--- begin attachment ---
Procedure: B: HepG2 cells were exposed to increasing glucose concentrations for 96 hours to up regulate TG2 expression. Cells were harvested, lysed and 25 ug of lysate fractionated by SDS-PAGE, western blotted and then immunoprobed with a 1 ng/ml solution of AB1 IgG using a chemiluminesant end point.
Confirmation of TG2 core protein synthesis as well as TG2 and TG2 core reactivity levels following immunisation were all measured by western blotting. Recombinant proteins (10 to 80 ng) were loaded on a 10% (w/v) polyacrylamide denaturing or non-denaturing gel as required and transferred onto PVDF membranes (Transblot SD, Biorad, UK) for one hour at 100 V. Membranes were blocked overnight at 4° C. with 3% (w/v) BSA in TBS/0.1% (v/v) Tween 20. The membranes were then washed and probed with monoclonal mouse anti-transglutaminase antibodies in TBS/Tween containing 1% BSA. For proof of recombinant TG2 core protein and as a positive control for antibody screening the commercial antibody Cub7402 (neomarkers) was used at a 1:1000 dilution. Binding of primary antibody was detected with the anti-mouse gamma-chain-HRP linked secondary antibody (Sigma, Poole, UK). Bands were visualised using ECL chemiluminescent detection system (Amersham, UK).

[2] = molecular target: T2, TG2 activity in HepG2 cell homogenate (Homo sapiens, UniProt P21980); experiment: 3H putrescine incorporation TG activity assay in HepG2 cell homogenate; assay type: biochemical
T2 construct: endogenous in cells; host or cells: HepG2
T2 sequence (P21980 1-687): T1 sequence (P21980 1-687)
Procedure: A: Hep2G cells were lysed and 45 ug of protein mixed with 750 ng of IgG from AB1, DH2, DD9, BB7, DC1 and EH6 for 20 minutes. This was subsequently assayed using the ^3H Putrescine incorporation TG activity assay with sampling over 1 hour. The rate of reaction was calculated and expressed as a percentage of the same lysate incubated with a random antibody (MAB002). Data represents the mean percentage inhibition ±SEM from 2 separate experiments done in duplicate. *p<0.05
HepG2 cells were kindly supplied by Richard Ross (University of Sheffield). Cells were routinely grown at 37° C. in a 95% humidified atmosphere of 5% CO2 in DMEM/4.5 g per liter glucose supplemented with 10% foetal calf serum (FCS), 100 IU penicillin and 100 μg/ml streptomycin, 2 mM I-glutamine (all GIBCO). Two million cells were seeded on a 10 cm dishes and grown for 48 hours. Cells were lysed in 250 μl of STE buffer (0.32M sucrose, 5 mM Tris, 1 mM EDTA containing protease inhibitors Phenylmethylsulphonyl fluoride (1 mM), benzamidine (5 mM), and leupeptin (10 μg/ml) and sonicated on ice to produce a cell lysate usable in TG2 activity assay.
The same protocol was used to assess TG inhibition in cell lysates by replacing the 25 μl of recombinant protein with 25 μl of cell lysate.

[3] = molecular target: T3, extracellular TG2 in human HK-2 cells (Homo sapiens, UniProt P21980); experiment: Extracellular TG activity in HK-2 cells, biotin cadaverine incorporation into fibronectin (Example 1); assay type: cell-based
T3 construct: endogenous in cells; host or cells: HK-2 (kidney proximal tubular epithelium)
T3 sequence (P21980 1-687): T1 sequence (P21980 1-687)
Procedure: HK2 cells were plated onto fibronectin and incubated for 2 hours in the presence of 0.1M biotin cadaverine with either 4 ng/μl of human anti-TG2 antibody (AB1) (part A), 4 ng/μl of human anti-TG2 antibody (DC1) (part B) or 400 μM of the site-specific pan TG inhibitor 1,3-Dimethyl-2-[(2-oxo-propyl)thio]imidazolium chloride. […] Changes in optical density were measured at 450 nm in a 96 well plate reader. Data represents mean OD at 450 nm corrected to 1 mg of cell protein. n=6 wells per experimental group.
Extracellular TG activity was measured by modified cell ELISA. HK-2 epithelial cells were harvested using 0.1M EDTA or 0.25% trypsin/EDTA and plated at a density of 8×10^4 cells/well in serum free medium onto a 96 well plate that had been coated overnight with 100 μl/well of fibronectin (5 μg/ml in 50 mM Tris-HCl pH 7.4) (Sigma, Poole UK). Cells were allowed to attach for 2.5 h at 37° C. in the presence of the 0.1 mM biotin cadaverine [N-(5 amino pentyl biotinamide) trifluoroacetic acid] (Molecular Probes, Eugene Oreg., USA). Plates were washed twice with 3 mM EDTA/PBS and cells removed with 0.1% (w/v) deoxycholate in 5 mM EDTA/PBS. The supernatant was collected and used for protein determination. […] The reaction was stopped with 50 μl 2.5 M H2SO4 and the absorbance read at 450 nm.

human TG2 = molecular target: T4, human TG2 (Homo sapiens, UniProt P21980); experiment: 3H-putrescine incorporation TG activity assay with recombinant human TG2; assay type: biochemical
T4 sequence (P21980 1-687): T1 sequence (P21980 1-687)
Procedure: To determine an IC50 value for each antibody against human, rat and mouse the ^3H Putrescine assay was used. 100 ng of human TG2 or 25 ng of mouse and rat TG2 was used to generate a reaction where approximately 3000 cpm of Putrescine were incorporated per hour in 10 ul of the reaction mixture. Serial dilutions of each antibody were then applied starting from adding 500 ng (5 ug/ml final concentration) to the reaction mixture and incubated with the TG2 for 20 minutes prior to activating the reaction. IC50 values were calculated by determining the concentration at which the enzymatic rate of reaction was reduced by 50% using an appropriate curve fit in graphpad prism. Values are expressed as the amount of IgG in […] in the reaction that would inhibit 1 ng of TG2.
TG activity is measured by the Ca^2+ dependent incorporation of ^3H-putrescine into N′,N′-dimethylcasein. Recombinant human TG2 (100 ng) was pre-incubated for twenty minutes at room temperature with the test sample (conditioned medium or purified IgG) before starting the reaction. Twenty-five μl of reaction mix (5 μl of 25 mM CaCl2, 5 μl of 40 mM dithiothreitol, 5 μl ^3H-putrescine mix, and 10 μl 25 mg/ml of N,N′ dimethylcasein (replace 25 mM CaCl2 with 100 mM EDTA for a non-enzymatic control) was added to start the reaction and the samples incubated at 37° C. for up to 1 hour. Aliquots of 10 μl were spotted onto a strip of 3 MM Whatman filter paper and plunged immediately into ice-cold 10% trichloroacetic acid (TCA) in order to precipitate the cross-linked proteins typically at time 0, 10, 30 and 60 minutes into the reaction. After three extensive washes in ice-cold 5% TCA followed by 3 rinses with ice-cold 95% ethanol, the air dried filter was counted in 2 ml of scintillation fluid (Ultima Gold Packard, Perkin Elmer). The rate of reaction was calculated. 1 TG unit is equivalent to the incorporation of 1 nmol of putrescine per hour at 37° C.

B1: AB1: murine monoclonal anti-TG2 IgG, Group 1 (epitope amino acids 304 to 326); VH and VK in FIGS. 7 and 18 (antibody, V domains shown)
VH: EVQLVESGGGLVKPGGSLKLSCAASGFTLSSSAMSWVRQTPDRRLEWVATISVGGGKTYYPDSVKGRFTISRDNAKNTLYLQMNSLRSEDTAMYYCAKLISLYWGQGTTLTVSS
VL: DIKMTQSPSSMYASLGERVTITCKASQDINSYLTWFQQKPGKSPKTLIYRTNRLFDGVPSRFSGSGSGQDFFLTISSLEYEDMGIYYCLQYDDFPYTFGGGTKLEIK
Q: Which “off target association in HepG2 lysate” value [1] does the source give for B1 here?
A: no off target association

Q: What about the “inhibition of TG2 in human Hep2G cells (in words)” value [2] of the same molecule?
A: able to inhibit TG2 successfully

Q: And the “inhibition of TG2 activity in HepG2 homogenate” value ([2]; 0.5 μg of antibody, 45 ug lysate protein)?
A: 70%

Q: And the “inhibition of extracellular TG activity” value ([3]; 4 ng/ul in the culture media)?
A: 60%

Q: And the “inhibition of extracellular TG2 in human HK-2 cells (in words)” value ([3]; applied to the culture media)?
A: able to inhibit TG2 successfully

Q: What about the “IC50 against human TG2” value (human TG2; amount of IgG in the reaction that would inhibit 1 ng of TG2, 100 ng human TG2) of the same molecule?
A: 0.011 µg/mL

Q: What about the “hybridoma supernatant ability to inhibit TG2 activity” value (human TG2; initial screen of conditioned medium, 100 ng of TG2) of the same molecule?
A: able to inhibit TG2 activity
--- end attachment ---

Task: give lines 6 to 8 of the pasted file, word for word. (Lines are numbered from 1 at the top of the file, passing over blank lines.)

Procedure: A: Hep2G cells were lysed and 45 ug of protein mixed with 750 ng of IgG from AB1, DH2, DD9, BB7, DC1 and EH6 for 20 minutes. This was subsequently assayed using the ^3H Putrescine incorporation TG activity assay with sampling over 1 hour. The rate of reaction was calculated and expressed as a percentage of the same lysate incubated with a random antibody (MAB002). Data represents the mean percentage inhibition ±SEM from 2 separate experiments done in duplicate. *p<0.05
HepG2 cells were kindly supplied by Richard Ross (University of Sheffield). Cells were routinely grown at 37° C. in a 95% humidified atmosphere of 5% CO2 in DMEM/4.5 g per liter glucose supplemented with 10% foetal calf serum (FCS), 100 IU penicillin and 100 μg/ml streptomycin, 2 mM I-glutamine (all GIBCO). Two million cells were seeded on a 10 cm dishes and grown for 48 hours. Cells were lysed in 250 μl of STE buffer (0.32M sucrose, 5 mM Tris, 1 mM EDTA containing protease inhibitors Phenylmethylsulphonyl fluoride (1 mM), benzamidine (5 mM), and leupeptin (10 μg/ml) and sonicated on ice to produce a cell lysate usable in TG2 activity assay.
The same protocol was used to assess TG inhibition in cell lysates by replacing the 25 μl of recombinant protein with 25 μl of cell lysate.